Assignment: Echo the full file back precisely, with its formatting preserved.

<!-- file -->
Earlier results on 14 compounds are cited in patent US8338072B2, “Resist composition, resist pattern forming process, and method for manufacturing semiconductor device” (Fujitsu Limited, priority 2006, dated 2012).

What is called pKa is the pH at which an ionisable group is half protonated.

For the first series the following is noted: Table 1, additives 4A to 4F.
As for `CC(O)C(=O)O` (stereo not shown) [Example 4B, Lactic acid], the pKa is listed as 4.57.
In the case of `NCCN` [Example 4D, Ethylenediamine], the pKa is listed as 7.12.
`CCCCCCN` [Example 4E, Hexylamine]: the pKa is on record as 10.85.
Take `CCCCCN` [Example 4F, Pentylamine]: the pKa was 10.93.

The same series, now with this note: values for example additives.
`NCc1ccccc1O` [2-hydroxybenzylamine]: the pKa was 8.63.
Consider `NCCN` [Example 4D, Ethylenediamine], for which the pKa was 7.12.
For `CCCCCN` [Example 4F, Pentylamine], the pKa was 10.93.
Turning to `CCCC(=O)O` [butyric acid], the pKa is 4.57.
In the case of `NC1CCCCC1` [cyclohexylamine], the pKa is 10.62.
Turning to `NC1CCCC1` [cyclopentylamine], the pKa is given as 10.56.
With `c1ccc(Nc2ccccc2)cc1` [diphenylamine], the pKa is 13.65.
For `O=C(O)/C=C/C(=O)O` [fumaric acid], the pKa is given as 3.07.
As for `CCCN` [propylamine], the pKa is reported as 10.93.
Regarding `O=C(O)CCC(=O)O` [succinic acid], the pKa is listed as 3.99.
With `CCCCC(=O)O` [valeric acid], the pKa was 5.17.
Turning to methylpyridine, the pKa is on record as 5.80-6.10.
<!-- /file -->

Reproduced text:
Earlier results on 14 compounds are cited in patent US8338072B2, “Resist composition, resist pattern forming process, and method for manufacturing semiconductor device” (Fujitsu Limited, priority 2006, dated 2012).

What is called pKa is the pH at which an ionisable group is half protonated.

For the first series the following is noted: Table 1, additives 4A to 4F.
As for `CC(O)C(=O)O` (stereo not shown) [Example 4B, Lactic acid], the pKa is listed as 4.57.
In the case of `NCCN` [Example 4D, Ethylenediamine], the pKa is listed as 7.12.
`CCCCCCN` [Example 4E, Hexylamine]: the pKa is on record as 10.85.
Take `CCCCCN` [Example 4F, Pentylamine]: the pKa was 10.93.

The same series, now with this note: values for example additives.
`NCc1ccccc1O` [2-hydroxybenzylamine]: the pKa was 8.63.
Consider `NCCN` [Example 4D, Ethylenediamine], for which the pKa was 7.12.
For `CCCCCN` [Example 4F, Pentylamine], the pKa was 10.93.
Turning to `CCCC(=O)O` [butyric acid], the pKa is 4.57.
In the case of `NC1CCCCC1` [cyclohexylamine], the pKa is 10.62.
Turning to `NC1CCCC1` [cyclopentylamine], the pKa is given as 10.56.
With `c1ccc(Nc2ccccc2)cc1` [diphenylamine], the pKa is 13.65.
For `O=C(O)/C=C/C(=O)O` [fumaric acid], the pKa is given as 3.07.
As for `CCCN` [propylamine], the pKa is reported as 10.93.
Regarding `O=C(O)CCC(=O)O` [succinic acid], the pKa is listed as 3.99.
With `CCCCC(=O)O` [valeric acid], the pKa was 5.17.
Turning to methylpyridine, the pKa is on record as 5.80-6.10.